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Allium stellatum Fraser ex Ker Gawl.

Prairie onion

KingdomPlantaePlants, but not fungi, lichens, or algae
SubkingdomTracheobiontaVascular plants—plants with a “circulatory system” for delivering water and nutrients
DivisionMagnoliophytaFlowering plants, also known as angiosperms
ClassLiliopsidaMonocots (plants with a single seed leaf); includes the lily family
SubclassLiliidaeIncludes lilies, orchids, and many others
OrderAsparagalesA diverse group that includes asparagus
FamilyAmaryllidaceaeAmaryllis family—plants that grow from bulbs. Includes onions and many others
GenusAlliumOnions, leeks, shallots, garlic, scallions, etc.

About plant names...

Prairie onion is native to North American prairies.

Identification: Plants are 12-18" (30-45 cm) high, growing in sandy soil. Like all members of this genus, plants have a distinct onion/garlic odor. Leaves are few, grasslike, near the base. They die back when the flower stalks grow. Flowers are rose-pink to lavender, in umbels that are ball-shaped, 2-3" (5-7.6 cm) around. Each individual flower is about ¼" (6.3 mm) in size. Sometimes the flowerhead is tipped over—”nodding”—making these plants resemble nodding onion (Allium cernuum). Bulbs are oval or cone-shaped, 1½" (4 cm) × ½" (1.5 cm) in size.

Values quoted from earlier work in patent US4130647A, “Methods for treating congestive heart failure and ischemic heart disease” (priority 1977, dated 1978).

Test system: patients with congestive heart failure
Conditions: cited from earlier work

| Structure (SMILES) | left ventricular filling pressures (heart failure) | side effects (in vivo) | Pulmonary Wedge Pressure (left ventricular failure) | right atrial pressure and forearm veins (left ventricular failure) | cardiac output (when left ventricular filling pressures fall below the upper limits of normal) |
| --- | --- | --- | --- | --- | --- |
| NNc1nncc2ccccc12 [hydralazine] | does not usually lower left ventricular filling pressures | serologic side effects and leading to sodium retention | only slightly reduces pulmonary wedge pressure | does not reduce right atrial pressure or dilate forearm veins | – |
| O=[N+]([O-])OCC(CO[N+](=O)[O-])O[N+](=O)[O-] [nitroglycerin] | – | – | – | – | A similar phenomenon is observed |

Edibility: Bulbs are edible, but very strong in flavor, and can be eaten when boiled. The leaves are edible, either raw or cooked, and the flowers made a good garnish on salads.

Online References:

Allium stellatum at Illinois Wildflowers

Allium stellatum on Missouriplants.com

Allium stellatum on

Allium stellatum at the Lady Bird Johnson Wildflower Center

Allium stellatum on the USDA Plants Database

Allium stellatum on Plants for a Future, a resource and information centre for edible and otherwise useful plants


Allium stellatum description by Thomas H. Kent, last updated 25 May 2020.

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Allium stellatum (prairie onion)

5/15/2010 · Garden in the Woods, Framingham, Mass­a­chu­setts
≈ 24 × 16" (62 × 41 cm)


About this map...